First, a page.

Legislative Assembly for the ACT: 2000 Week 8 Hansard (30 August) . . Page.. 2604..
MR STANHOPE (continuing):
The second community progress report by the organising committee of the Journey of Healing on ACT action towards the 1997 Bringing them home report gives some indication of the length of the road we have yet to travel here in the ACT in relation to the recommendations of that report. The same can still be said to some extent in relation to the government's response to the black deaths in custody report. There are still aspects of each of those reports that have not been satisfactorily dealt with.
According to the Journey of Healing's second community report, for instance, the health and wellbeing of indigenous people within the ACT remains a matter of significant concern. I quote from the report:
Substance abuse has been raised as an escalating problem within local Indigenous communities, as in the wider community. However, the only Indigenous worker in this area is a youth worker who cannot meet the demand. There is no equivalent worker for adults. We urgently need treatment and rehabilitation programs that are Indigenous controlled, because people are more likely to complete programs which are culturally appropriate.
In relation to self-determination, the report goes on to state:
The ACT government has a number of Indigenous consultative committees. However we are concerned that it appears to be unwilling to move beyond consultation and towards self-management to empower Indigenous people.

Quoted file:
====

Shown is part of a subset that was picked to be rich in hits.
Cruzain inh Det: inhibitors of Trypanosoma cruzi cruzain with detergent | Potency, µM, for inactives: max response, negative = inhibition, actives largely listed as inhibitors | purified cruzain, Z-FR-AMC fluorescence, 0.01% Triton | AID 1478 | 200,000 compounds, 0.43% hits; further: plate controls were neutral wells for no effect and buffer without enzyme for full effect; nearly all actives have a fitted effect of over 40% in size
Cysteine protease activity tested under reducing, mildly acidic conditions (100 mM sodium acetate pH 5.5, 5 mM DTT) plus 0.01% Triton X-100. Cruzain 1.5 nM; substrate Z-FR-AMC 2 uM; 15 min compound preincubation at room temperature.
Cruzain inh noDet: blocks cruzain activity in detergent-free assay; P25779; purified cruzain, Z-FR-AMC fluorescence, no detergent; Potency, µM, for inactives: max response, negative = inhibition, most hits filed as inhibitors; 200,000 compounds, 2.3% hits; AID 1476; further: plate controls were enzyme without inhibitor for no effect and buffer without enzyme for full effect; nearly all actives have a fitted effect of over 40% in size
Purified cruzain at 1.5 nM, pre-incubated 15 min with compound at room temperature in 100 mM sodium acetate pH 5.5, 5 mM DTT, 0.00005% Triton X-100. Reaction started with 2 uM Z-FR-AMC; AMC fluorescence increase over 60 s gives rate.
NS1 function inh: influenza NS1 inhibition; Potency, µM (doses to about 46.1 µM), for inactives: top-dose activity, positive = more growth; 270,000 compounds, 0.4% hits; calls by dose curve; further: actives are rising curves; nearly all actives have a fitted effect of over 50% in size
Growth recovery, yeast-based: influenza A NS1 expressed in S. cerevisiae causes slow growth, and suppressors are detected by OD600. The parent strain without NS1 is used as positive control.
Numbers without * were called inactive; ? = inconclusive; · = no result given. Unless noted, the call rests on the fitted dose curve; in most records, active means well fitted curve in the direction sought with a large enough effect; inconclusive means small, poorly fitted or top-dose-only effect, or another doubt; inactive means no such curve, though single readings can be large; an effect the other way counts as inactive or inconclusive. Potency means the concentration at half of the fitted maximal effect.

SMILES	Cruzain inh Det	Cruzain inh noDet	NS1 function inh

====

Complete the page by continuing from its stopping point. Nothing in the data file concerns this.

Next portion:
The protection of indigenous cultural heritage is another key issue raised by the report, and I quote again from that report:
An area that needs urgent attention is the active protection of local Indigenous sites. While these are theoretically protected by legislation, we understand that this does not always occur in practice and that some sites have been damaged or destroyed.
The report is also highly critical of the government's strategic planning and program development processes, and I quote again:
It seems that program development, and in particular strategic planning, is not a priority for the ACT government. In our first progress report last year, we noted that the government was developing a number of strategic documents. Only one of those has been released-the Indigenous Employment Strategy, which contains only generalised intentions.
In summing up the report's findings, the Journey of Healing network asked the question, "Are we bringing them home?" Their conclusion was: "Not yet."
Having regard to the depth of the issues that we as a community need to deal with in relation to reconciliation and indigenous disadvantage, I believe it would be appropriate to initiate a gesture of good faith in indicating this Assembly's ongoing support for the reconciliation process. Whilst the importance of addressing all of these key concerns cannot be down-played, a gesture of goodwill, publicly acknowledging the importance of Canberra's indigenous cultural heritage, would go a long way towards fostering the community partnerships that will be required to address the systemic problems facing indigenous people in the ACT.